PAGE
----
Barefoot Farm is a self-sufficient homestead rooted in the ecological processes of the land. Our water and irrigation is gravity-fed from a protected Appalachian spring on a forested ridge. We grow all of our own fruits and vegetables, and our goats provide milk and cheese.

We live off-grid with solar power providing all of our electricity and most of our heat (firewood from the forest supplements our solar radiant floor heat in the winter). We dry clothes on a clothesline and open our windows in the summer; we snuggle beside the woodstove and read books together in the winter. Off-grid energy limitations have enriched our family life and enabled us to connect more deeply to the seasons and cycles of nature.

To fertilize our gardens, we use only composted manure from our goats and three small horse farms less than a half-mile away. We also use cover crops like hairy vetch, oats, rye, crimson clover, red clover, and winter peas to protect and enrich our soils. We grow heirloom varieties of fruits and vegetables and save many of our own seeds.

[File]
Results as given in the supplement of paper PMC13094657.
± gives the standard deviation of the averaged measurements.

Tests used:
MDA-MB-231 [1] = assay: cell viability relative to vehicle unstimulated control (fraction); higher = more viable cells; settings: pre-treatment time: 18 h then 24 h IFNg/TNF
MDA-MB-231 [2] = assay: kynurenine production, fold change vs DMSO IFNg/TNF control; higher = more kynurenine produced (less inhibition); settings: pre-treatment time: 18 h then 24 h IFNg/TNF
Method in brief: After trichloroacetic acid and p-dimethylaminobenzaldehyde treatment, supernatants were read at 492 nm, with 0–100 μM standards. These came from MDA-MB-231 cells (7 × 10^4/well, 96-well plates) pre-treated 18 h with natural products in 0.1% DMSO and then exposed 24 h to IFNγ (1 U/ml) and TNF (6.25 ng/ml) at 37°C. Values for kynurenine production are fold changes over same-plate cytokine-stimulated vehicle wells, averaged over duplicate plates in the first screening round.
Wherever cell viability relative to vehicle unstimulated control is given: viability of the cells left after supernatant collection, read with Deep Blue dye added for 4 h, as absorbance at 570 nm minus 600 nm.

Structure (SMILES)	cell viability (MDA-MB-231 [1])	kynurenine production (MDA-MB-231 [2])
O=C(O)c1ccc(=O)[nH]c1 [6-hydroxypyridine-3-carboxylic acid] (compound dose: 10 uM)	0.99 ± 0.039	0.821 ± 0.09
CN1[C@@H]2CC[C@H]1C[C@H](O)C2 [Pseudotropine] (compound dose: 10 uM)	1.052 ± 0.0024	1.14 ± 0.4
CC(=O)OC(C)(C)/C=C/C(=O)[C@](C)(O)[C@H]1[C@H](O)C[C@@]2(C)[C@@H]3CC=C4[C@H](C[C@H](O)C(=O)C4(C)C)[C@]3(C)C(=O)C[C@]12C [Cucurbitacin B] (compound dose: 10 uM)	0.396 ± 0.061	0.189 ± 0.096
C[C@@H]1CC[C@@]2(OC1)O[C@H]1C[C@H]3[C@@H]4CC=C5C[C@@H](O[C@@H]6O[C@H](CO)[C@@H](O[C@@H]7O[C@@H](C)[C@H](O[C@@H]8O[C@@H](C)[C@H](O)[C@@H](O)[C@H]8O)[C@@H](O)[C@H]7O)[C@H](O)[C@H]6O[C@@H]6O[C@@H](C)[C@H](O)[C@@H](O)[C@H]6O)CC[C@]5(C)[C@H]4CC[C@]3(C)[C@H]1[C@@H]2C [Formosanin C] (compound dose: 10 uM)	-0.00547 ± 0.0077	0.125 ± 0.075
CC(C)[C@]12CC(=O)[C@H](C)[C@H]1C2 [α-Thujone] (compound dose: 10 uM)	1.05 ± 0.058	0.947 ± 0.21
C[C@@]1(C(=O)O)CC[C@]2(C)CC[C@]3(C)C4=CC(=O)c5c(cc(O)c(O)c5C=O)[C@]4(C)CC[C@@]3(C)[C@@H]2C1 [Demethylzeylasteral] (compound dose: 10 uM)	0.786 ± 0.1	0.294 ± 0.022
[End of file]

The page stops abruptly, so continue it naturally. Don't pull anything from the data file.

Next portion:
We practice careful crop rotation and have planted many perennial herbs, vegetables, and fruit trees. We till as little as we can, using a walk behind tiller. We use hand-tools for planting, weeding, and garden maintenance. We are always mindful of the rich interrelationship of bacteria, fungi, and other life within soils and strive to minimize soil disturbance and compaction.

We are growing shiitake mushrooms under the shade of mature trees, growing vines up fruit trees, starting perennial herbs, and growing perennial vegetables like Jerusalem artichokes and asparagus.

Our goats are raised on an acre of mixed grasses and have free access to the barn. We use their raw milk for family consumption and to make cheese and soap.

All of our practices are an attempt to honor the natural world that sustains us. We have learned firsthand the joys of living simply, humbly, and in close contact with the natural world. And we have discovered our deep interdependence with the trees, the water, the soil—as well as our neighbors, community, and planet.